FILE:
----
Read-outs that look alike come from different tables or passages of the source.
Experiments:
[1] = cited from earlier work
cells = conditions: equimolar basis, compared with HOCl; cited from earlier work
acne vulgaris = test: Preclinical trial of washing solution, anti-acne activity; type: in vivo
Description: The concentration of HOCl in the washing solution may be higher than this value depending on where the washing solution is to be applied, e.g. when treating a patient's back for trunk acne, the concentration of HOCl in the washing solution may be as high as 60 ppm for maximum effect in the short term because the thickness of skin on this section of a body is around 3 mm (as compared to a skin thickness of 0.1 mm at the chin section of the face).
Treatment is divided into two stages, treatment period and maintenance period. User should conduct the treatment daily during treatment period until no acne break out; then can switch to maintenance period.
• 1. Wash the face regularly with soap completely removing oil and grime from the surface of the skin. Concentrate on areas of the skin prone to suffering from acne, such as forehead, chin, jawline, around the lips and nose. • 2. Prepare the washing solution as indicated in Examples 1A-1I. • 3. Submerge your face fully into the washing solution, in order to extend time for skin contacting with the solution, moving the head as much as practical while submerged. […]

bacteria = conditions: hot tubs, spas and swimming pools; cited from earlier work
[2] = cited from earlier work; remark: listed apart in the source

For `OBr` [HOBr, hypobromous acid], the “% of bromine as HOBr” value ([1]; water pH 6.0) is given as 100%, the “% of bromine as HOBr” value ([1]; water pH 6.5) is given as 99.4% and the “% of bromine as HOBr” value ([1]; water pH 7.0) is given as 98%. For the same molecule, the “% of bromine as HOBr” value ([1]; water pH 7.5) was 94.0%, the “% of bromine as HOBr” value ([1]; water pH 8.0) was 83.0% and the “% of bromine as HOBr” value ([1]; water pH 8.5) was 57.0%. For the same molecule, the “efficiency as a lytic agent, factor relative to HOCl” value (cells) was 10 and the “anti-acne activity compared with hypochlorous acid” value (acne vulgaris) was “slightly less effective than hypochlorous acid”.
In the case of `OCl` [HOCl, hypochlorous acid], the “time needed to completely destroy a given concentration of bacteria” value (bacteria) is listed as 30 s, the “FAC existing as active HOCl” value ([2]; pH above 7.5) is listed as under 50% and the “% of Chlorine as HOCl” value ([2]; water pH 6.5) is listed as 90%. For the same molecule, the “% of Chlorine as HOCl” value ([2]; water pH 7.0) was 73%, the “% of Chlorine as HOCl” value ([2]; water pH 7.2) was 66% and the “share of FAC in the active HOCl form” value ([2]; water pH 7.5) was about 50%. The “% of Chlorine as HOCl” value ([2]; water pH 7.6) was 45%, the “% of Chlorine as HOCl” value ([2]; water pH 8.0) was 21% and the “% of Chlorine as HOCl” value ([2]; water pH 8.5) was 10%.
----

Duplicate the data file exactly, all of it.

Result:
Read-outs that look alike come from different tables or passages of the source.
Experiments:
[1] = cited from earlier work
cells = conditions: equimolar basis, compared with HOCl; cited from earlier work
acne vulgaris = test: Preclinical trial of washing solution, anti-acne activity; type: in vivo
Description: The concentration of HOCl in the washing solution may be higher than this value depending on where the washing solution is to be applied, e.g. when treating a patient's back for trunk acne, the concentration of HOCl in the washing solution may be as high as 60 ppm for maximum effect in the short term because the thickness of skin on this section of a body is around 3 mm (as compared to a skin thickness of 0.1 mm at the chin section of the face).
Treatment is divided into two stages, treatment period and maintenance period. User should conduct the treatment daily during treatment period until no acne break out; then can switch to maintenance period.
• 1. Wash the face regularly with soap completely removing oil and grime from the surface of the skin. Concentrate on areas of the skin prone to suffering from acne, such as forehead, chin, jawline, around the lips and nose. • 2. Prepare the washing solution as indicated in Examples 1A-1I. • 3. Submerge your face fully into the washing solution, in order to extend time for skin contacting with the solution, moving the head as much as practical while submerged. […]

bacteria = conditions: hot tubs, spas and swimming pools; cited from earlier work
[2] = cited from earlier work; remark: listed apart in the source

For `OBr` [HOBr, hypobromous acid], the “% of bromine as HOBr” value ([1]; water pH 6.0) is given as 100%, the “% of bromine as HOBr” value ([1]; water pH 6.5) is given as 99.4% and the “% of bromine as HOBr” value ([1]; water pH 7.0) is given as 98%. For the same molecule, the “% of bromine as HOBr” value ([1]; water pH 7.5) was 94.0%, the “% of bromine as HOBr” value ([1]; water pH 8.0) was 83.0% and the “% of bromine as HOBr” value ([1]; water pH 8.5) was 57.0%. For the same molecule, the “efficiency as a lytic agent, factor relative to HOCl” value (cells) was 10 and the “anti-acne activity compared with hypochlorous acid” value (acne vulgaris) was “slightly less effective than hypochlorous acid”.
In the case of `OCl` [HOCl, hypochlorous acid], the “time needed to completely destroy a given concentration of bacteria” value (bacteria) is listed as 30 s, the “FAC existing as active HOCl” value ([2]; pH above 7.5) is listed as under 50% and the “% of Chlorine as HOCl” value ([2]; water pH 6.5) is listed as 90%. For the same molecule, the “% of Chlorine as HOCl” value ([2]; water pH 7.0) was 73%, the “% of Chlorine as HOCl” value ([2]; water pH 7.2) was 66% and the “share of FAC in the active HOCl form” value ([2]; water pH 7.5) was about 50%. The “% of Chlorine as HOCl” value ([2]; water pH 7.6) was 45%, the “% of Chlorine as HOCl” value ([2]; water pH 8.0) was 21% and the “% of Chlorine as HOCl” value ([2]; water pH 8.5) was 10%.